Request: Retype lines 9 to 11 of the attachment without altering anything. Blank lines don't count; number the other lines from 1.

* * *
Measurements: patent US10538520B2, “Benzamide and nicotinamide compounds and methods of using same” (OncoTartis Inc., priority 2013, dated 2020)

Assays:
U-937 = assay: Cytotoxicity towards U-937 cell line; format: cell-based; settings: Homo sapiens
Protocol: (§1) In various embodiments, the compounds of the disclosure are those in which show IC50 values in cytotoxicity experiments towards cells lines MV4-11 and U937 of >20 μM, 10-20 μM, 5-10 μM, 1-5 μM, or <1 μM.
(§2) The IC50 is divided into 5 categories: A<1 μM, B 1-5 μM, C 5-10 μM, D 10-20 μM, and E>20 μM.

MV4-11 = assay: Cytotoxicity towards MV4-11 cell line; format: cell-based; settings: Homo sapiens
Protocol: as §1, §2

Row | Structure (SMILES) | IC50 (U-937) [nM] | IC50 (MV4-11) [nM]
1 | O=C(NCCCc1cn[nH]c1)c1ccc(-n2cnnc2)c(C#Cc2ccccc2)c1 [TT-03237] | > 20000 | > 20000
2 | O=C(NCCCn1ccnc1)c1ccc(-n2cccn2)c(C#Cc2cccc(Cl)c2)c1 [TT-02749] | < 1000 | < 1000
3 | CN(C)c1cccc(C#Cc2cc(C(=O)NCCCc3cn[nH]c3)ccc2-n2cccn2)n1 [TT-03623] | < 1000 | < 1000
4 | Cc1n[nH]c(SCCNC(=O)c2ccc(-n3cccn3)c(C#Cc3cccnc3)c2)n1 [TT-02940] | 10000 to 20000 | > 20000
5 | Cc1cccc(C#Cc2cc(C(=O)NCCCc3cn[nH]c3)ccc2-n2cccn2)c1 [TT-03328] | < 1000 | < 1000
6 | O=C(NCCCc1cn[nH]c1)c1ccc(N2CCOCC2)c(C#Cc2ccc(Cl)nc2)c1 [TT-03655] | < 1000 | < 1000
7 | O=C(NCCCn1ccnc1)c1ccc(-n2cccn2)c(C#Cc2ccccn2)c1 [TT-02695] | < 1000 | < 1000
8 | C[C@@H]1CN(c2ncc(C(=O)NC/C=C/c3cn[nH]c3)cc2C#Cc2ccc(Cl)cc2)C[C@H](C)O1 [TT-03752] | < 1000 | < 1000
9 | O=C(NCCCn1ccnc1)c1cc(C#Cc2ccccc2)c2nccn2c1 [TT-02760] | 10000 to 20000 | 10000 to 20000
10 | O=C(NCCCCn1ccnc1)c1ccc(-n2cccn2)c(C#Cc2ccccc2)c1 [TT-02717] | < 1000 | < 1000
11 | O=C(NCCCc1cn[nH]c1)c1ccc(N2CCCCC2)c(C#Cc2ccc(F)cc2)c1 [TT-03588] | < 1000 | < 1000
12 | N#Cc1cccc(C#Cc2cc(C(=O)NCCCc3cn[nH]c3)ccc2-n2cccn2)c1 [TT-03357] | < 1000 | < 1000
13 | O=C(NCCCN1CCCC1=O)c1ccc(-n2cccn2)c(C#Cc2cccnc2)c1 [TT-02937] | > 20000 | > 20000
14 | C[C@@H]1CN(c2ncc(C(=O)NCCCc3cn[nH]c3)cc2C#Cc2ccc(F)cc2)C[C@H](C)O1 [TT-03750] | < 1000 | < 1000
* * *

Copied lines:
1 | O=C(NCCCc1cn[nH]c1)c1ccc(-n2cnnc2)c(C#Cc2ccccc2)c1 [TT-03237] | > 20000 | > 20000
2 | O=C(NCCCn1ccnc1)c1ccc(-n2cccn2)c(C#Cc2cccc(Cl)c2)c1 [TT-02749] | < 1000 | < 1000
3 | CN(C)c1cccc(C#Cc2cc(C(=O)NCCCc3cn[nH]c3)ccc2-n2cccn2)n1 [TT-03623] | < 1000 | < 1000